I have noticed there seems to be two camps when it comes to the words: those that want a more simplistic way of life and want to learn lost skills and coping strategies (homesteading) and those that feel there is an imminent catastrophe looming on our political horizon and want to prepare for it (prepping). Both involve becoming self-sufficient and both have their valid arguments. But it’s been my experience that just trying to get by in life is often the catastrophe and it can wreak plenty of havoc without a government meltdown. It’s from that perspective that I hope to be able to provide you with some hard earned knowledge.
It’s Never Too Soon, Its’ Never Too Late
No matter what stage of life you’re in, it’s always a good time to become more self-sufficient. Learning to rely on yourself to provide your needs is a freedom too few of us experience anymore. Modern life has taken us too far away from knowing basic skills and has created a society that is too dependent on others to provide for us. And freedom it is! The beauty of mastering self-sufficiency is that it provides choices. Once you learn a skill, even if it seems tedious and time consuming, you now have the option to do it your old way or your new way. You’re more flexible when a crisis comes up, it’s easier to mitigate the issue and start damage control, and you’re quicker on your feet and able to recover faster. Having a choice- that is real freedom.
Abraham Maslow, an American psychologist, was the first to introduce the idea that humans have a pyramid of needs and that when one need is met, they seek to fulfill the next. This idea became known as Maslow’s Hierarchy of Needs. It has since been revised to include a broader spectrum and has been criticized by some as being too ethnocentric and too focused on individualistic societies/cultures, but for anyone who has struggled to put food on the table and a roof over their heads, it still rings fairly true. The original, five-stage version included:
- Physiological needs – these are required for human survival and include things like food, shelter, air, and water
- Safety needs – personal security, financial security, health, and a safety net to deal with things like accidents and illness.
- Love and belonging – friendship, family, and intimacy.
- Esteem needs – this involved both respect from others and self-respect and can be obtained in part by mastery of a skill, achievements, and independence.
- Self-Actualization – the ability to realize one’s full potential and to achieve it.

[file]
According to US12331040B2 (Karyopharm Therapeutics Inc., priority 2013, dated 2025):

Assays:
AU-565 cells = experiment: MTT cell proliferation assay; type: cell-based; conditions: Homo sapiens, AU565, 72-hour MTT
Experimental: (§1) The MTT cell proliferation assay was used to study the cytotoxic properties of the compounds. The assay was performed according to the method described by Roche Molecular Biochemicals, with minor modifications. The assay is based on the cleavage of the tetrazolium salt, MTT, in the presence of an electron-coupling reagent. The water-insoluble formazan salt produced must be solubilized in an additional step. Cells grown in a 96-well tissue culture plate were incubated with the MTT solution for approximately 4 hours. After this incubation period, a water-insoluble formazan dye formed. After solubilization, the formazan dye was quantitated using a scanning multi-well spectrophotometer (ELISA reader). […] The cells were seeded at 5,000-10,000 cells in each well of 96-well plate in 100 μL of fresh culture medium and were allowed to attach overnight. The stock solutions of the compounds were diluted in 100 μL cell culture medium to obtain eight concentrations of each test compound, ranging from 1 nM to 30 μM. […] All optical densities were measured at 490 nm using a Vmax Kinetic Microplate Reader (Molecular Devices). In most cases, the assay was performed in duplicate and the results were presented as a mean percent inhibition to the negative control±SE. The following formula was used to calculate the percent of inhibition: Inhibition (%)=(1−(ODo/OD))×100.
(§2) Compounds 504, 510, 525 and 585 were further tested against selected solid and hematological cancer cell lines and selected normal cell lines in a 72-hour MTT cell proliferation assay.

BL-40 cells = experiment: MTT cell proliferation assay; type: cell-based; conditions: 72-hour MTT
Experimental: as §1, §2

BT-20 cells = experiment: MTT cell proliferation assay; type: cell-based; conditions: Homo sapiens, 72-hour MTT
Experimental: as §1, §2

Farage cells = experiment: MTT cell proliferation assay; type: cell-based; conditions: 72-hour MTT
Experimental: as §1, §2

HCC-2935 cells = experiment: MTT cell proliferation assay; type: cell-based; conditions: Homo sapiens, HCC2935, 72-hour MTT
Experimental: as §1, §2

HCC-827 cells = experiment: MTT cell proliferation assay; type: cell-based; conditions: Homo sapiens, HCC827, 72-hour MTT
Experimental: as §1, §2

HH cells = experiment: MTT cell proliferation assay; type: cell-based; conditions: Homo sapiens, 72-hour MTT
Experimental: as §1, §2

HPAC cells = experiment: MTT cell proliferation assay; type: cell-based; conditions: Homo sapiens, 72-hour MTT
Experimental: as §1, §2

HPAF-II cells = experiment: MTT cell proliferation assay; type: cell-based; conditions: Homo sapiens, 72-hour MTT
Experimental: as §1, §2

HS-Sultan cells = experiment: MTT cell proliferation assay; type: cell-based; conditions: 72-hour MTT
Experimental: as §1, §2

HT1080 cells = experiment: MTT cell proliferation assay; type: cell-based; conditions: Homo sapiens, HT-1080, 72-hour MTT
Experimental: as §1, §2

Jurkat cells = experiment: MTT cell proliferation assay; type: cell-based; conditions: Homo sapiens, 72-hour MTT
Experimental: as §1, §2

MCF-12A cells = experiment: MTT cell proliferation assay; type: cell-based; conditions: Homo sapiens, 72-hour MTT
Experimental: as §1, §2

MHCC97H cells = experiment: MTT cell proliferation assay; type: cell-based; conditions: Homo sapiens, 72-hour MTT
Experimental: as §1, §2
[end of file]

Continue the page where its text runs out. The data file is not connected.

Broke Folk know how difficult it is to make a paycheck stretch to cover your physiological needs and your safety needs. It consumes most of your waking hours and even sometimes keeps you up at night. In short, it really sucks. If you haven’t already started de-cluttering your home and your finances, go back and read this article:
The next step is learning how to cook and by that I mean whole foods in their original form and turning it into something you’d actually want to put in your mouth and is something that will provide you would enough nutrients and calories so you won’t go hungry.
Food the Frugal Way
There’s no more basic need than food, air and water, but I’m assuming you’re breathing just fine and you have clean water. Those heat and serve meals on sale for a couple of bucks might seem like a bargain, but I’m here to tell you they’re not. Not only are they more expensive than the homemade versions you can make yourself, but from a nutritional perspective, they’re crap. Really, there’s just no other way to say it.
If you’re just starting out, there are a few things you’re going to need to make homemade meals economical. You’re going to need to buy and cook in bulk and you’re going to need storage containers to put the raw ingredients and your cooked meals in. Everyone’s needs are different, but there are several choices to fit one’s needs. This cookbook covers all of that and more.
You’re going to need some staple foods like flour, sugar, salt, corn meal, beans, rice, and pasta and you’re going to need a way to store them that works in whatever space you have available. Try to buy them in bulk to get the best price, but if you can’t do that, buy as much extra as you can afford to start stocking up.